Website: “You now have 1,000 more points than before!”

My friend now sets up a while: True loop repeating the request. (A while loop repeats something while a condition is true, and True is always true, so it does it infinitely.) It runs overnight.

Teacher: “Wow, everyone, I’m impressed! You’ve all clearly done lots of homework; the school has over a million points!”

This would have taken rather longer than we had, but several other schools have several million points. Therefore, my friend declares his intention to reach a BILLION points!

Me: “I don’t think that’s wise. Ms. [Teacher] will notice your absurd score.”

Friend #1: “It’s fine. Everyone else has really high scores from that previous glitch. Besides, the scores reset every month [in about a week].”

Me: “Still, you might get in trouble with the [Website] technicians.”

Friend #1: “The whole website is bad; they probably don’t have much to do. And it isn’t as if I will hurt the server; they will have [technical stuff] in place to stop my requests from overloading the server.”

The program runs fine overnight, but the next day he is disappointed that he “only” earned several million points. Trusting in [Website]’s ability to withstand his onslaught, despite the fact that it has up until this point been coded mostly with Swiss cheese, he sets up a loop that will open his program in new windows. Within a few seconds, he has several thousand windows open and his program almost overloads his own computer, though he stops his program pretty quickly.

Friend #1: *Via text* “I’ve just DOSed [Website]. The police will come to my house now.”

Spoiler: they don’t.

After confirming that I am unable to do my own homework on the website:

Me: “I warned you about loops, bro. I told you about loops.”

However, about half an hour later, the server is back up again, and [Friend]’s own Wi-Fi is immediately destroyed by the server, which sends a reply to every packet [Friend] sent to it. In the meantime, however, he has shared the original loop, which did not crash the program, with a friend of ours with a better connection. It is at this point that a technician notices. Encoded in the replies to the packets the program sends is this message:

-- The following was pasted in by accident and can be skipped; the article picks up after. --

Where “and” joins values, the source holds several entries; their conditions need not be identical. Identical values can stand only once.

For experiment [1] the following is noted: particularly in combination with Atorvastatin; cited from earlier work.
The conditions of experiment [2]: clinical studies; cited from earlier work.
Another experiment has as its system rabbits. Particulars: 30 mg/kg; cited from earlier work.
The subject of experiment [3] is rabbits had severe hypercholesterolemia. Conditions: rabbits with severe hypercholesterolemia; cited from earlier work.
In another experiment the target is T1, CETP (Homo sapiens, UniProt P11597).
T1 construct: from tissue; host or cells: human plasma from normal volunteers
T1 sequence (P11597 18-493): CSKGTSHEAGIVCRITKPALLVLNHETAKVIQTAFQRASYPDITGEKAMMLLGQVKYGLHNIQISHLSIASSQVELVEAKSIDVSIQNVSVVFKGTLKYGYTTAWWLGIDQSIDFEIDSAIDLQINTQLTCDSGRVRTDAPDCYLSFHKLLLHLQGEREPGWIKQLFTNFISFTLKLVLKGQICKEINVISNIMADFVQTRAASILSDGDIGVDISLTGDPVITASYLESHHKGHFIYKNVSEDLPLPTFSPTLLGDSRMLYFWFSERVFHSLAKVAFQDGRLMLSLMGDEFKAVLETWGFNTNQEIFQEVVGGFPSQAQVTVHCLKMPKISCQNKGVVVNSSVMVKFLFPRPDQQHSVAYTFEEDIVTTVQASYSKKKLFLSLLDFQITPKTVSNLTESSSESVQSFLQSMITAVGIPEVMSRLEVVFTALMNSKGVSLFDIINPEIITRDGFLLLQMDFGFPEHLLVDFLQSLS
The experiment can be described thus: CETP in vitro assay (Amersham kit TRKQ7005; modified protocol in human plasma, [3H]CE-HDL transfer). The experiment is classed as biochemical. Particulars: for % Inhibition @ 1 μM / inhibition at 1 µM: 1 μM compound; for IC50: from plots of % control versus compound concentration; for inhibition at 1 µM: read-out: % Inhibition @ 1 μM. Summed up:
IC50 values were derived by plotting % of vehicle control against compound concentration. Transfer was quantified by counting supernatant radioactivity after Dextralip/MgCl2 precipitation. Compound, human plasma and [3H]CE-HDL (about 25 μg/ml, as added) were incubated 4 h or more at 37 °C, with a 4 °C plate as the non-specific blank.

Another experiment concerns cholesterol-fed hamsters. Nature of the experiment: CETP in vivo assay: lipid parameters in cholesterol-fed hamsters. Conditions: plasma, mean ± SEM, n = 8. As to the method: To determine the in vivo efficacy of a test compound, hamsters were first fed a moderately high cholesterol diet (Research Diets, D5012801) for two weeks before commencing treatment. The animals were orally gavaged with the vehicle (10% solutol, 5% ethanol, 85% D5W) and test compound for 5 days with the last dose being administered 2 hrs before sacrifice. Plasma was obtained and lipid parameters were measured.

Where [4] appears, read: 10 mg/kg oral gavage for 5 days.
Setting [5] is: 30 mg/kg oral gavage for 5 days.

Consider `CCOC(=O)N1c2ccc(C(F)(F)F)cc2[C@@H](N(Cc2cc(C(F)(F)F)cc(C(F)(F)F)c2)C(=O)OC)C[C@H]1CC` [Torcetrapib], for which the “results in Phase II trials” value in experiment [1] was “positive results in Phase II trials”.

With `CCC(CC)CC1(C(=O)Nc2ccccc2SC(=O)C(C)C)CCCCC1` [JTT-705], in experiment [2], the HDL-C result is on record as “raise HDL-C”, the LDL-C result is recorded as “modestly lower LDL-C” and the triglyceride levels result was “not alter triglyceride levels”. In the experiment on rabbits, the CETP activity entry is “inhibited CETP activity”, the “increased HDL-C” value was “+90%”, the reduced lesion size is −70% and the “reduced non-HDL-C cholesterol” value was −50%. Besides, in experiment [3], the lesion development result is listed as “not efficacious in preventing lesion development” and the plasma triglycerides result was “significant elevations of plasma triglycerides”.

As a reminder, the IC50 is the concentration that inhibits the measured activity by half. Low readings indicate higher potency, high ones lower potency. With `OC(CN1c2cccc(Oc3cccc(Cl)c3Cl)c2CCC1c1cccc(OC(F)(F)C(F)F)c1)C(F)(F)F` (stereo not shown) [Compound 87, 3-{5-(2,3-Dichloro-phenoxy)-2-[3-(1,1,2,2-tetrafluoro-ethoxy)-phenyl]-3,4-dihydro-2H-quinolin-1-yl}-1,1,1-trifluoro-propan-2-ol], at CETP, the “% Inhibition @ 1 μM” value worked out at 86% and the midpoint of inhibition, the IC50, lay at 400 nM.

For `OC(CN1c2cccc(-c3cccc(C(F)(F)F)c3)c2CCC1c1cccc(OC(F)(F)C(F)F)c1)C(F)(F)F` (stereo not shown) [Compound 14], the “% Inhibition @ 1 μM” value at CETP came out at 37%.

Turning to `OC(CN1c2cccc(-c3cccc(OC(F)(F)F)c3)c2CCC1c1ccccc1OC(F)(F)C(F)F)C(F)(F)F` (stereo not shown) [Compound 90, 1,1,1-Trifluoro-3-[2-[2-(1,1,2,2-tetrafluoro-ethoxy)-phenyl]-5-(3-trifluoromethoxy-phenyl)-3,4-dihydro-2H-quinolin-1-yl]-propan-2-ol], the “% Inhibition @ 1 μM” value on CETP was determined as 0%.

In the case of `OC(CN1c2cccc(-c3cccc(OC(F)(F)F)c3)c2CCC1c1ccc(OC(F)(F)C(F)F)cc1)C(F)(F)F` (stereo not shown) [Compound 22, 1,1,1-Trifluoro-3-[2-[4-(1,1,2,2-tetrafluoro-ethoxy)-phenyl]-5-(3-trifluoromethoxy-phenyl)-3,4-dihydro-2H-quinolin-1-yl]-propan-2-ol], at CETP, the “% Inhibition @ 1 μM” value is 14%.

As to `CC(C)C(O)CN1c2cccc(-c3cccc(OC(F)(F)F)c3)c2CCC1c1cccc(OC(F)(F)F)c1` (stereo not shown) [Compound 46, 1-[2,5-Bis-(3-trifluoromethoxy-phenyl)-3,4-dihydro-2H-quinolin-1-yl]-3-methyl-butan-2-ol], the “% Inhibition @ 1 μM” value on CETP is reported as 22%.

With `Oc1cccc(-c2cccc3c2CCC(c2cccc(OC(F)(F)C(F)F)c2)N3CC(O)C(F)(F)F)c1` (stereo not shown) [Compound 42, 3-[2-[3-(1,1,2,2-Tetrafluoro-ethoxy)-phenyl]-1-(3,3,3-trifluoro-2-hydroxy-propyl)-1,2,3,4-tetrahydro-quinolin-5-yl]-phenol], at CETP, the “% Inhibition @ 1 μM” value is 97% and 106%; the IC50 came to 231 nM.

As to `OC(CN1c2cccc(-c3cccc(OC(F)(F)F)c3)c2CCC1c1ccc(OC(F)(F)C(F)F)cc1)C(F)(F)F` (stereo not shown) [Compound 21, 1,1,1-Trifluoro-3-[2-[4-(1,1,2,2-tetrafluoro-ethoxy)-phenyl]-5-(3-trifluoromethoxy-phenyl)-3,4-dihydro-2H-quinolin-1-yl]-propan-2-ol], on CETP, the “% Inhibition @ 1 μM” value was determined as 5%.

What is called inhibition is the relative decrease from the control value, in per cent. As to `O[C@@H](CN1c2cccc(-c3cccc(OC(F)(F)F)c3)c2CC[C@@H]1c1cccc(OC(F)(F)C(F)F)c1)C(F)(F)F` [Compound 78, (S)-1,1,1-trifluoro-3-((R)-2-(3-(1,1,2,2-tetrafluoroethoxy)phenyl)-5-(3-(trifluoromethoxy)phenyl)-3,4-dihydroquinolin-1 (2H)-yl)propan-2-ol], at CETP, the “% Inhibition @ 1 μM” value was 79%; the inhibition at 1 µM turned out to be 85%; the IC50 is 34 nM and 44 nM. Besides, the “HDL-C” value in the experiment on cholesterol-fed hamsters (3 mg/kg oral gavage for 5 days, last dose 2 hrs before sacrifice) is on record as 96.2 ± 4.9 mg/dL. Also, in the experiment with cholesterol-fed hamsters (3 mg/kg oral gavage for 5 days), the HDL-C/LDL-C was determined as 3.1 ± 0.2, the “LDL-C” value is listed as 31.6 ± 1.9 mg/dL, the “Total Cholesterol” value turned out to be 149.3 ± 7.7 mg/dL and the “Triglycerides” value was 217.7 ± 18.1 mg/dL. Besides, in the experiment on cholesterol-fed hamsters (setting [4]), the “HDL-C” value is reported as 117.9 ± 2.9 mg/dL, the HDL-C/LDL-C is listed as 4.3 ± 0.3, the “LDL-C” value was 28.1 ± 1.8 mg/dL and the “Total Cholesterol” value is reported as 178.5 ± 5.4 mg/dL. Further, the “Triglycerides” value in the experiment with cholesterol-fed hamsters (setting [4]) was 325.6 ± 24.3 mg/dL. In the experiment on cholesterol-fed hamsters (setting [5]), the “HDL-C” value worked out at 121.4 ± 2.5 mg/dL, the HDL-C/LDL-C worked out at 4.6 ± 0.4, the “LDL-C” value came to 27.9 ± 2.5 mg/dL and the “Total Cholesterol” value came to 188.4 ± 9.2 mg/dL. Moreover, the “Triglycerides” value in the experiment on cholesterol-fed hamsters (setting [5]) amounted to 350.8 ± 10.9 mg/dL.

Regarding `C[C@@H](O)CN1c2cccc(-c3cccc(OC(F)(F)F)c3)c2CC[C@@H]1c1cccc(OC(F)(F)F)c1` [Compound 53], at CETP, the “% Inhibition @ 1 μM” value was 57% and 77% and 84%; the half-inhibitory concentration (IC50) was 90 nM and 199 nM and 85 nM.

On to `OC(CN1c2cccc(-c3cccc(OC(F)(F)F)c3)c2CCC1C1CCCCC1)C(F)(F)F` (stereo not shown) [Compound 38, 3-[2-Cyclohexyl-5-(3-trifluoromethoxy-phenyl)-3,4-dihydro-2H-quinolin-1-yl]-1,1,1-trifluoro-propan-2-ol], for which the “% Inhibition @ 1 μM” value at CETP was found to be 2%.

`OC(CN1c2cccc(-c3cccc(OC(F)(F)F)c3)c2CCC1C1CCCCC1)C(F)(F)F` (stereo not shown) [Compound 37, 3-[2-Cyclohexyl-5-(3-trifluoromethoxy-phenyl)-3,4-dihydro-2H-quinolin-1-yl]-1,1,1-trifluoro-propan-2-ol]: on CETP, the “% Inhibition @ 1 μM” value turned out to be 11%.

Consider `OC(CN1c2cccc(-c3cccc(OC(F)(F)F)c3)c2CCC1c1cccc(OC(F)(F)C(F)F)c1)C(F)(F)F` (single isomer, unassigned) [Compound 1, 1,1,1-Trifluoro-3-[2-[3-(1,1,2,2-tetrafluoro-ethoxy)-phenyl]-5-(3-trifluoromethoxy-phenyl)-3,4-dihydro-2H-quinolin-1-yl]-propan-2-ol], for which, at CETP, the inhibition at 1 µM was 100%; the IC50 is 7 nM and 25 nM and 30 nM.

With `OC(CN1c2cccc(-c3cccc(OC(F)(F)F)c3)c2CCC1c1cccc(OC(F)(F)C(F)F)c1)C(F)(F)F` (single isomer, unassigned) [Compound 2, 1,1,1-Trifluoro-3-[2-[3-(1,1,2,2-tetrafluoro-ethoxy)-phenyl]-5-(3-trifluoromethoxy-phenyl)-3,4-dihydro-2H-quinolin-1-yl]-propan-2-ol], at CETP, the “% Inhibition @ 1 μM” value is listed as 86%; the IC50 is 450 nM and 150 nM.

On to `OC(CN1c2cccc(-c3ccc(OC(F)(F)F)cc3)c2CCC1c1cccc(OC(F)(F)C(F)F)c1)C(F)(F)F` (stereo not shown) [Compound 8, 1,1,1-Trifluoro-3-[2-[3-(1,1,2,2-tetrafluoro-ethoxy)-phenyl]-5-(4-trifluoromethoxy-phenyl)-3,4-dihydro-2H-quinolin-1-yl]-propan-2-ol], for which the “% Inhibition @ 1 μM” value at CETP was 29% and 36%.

Technician: “Oi, matey, I see you. Stop that.”

The technician changes the authentication key which is being used by the program [Friend #1] wrote. Of course, [Friend #2] now knows what to look for and manages to get it running again.

The next morning, [Friend #1] and [Friend #2] find that the entire school has zero points on the accounts. During a lesson that day:

Teacher: “I’ve just received an email from [Website]. It says that several students have been messing with [Website] and that the school’s score has been reset to zero! It also says that [Friend #1] and [Friend #2] are clearly very clever and that they would like to talk to them?!”

[Website] corresponded with the school and my friends for a while; they seemed more impressed than annoyed. They managed to fix many of the bugs, and eventually, [Friend #1] was offered work experience with [Website]!

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Inattentive About Attendance

, , , , , , | Learning | April 23, 2021

Back when I was in middle school, when students completed eighth grade, the school would have a “graduation” to celebrate the student’s move up to high school. This graduation was similar to high school graduation; however, it focused more on the achievements of students, with many awards given. From academic achievements to sports achievements, almost every student received an award.

I was always a high achieving student, but I was never the top one — I missed being in the top 5% of my graduating class from high school by one person, for example — so I knew it was unlikely I would receive any academic awards.

My claim to fame at the time was the fact that I hadn’t missed a day of school since kindergarten. I know, nowadays everyone realizes how bad it is to give an award for coming to school when sick, but back then it really mattered to me. To get the perfect attendance award at the graduation, you had to not have missed a single day of seventh and eighth grade: two full years of classes you had to go to. And I had.

This was additionally impressive because I had a birth deformity that caused me to have over a dozen surgeries by the time I graduated high school. Over my time in middle school, I had two surgeries. Despite being in tremendous pain and taking strong painkillers, I was always in school long enough for it to count.